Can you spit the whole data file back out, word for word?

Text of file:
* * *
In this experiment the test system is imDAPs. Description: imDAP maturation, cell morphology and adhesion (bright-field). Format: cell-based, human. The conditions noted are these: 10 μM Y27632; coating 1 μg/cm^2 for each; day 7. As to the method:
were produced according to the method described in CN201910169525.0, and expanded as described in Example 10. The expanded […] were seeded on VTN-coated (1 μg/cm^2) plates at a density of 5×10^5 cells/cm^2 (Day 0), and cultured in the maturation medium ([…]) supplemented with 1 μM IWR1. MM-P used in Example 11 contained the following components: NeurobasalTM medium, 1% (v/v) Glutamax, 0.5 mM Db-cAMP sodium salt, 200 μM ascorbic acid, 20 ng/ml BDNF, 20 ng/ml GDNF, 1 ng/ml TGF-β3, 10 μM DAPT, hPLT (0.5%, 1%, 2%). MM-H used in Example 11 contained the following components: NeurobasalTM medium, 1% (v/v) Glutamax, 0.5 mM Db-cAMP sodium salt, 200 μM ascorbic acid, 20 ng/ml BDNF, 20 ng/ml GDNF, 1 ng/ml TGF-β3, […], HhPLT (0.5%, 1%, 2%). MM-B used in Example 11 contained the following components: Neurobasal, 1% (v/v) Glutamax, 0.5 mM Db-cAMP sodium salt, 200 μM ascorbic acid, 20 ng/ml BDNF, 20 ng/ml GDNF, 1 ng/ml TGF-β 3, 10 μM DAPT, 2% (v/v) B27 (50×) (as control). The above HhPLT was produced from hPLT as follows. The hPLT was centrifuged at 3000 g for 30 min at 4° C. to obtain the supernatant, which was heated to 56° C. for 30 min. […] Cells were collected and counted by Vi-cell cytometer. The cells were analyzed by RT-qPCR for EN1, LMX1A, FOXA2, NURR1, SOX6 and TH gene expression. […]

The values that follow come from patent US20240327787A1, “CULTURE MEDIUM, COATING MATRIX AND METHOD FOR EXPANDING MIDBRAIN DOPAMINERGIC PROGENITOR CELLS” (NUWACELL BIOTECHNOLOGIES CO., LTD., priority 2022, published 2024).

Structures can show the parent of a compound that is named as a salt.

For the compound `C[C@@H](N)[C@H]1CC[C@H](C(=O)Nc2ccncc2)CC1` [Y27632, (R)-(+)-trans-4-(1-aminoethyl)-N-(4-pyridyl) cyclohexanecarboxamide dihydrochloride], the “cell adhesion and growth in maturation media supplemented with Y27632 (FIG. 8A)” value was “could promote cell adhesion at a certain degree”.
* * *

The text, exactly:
In this experiment the test system is imDAPs. Description: imDAP maturation, cell morphology and adhesion (bright-field). Format: cell-based, human. The conditions noted are these: 10 μM Y27632; coating 1 μg/cm^2 for each; day 7. As to the method:
were produced according to the method described in CN201910169525.0, and expanded as described in Example 10. The expanded […] were seeded on VTN-coated (1 μg/cm^2) plates at a density of 5×10^5 cells/cm^2 (Day 0), and cultured in the maturation medium ([…]) supplemented with 1 μM IWR1. MM-P used in Example 11 contained the following components: NeurobasalTM medium, 1% (v/v) Glutamax, 0.5 mM Db-cAMP sodium salt, 200 μM ascorbic acid, 20 ng/ml BDNF, 20 ng/ml GDNF, 1 ng/ml TGF-β3, 10 μM DAPT, hPLT (0.5%, 1%, 2%). MM-H used in Example 11 contained the following components: NeurobasalTM medium, 1% (v/v) Glutamax, 0.5 mM Db-cAMP sodium salt, 200 μM ascorbic acid, 20 ng/ml BDNF, 20 ng/ml GDNF, 1 ng/ml TGF-β3, […], HhPLT (0.5%, 1%, 2%). MM-B used in Example 11 contained the following components: Neurobasal, 1% (v/v) Glutamax, 0.5 mM Db-cAMP sodium salt, 200 μM ascorbic acid, 20 ng/ml BDNF, 20 ng/ml GDNF, 1 ng/ml TGF-β 3, 10 μM DAPT, 2% (v/v) B27 (50×) (as control). The above HhPLT was produced from hPLT as follows. The hPLT was centrifuged at 3000 g for 30 min at 4° C. to obtain the supernatant, which was heated to 56° C. for 30 min. […] Cells were collected and counted by Vi-cell cytometer. The cells were analyzed by RT-qPCR for EN1, LMX1A, FOXA2, NURR1, SOX6 and TH gene expression. […]

The values that follow come from patent US20240327787A1, “CULTURE MEDIUM, COATING MATRIX AND METHOD FOR EXPANDING MIDBRAIN DOPAMINERGIC PROGENITOR CELLS” (NUWACELL BIOTECHNOLOGIES CO., LTD., priority 2022, published 2024).

Structures can show the parent of a compound that is named as a salt.

For the compound `C[C@@H](N)[C@H]1CC[C@H](C(=O)Nc2ccncc2)CC1` [Y27632, (R)-(+)-trans-4-(1-aminoethyl)-N-(4-pyridyl) cyclohexanecarboxamide dihydrochloride], the “cell adhesion and growth in maturation media supplemented with Y27632 (FIG. 8A)” value was “could promote cell adhesion at a certain degree”.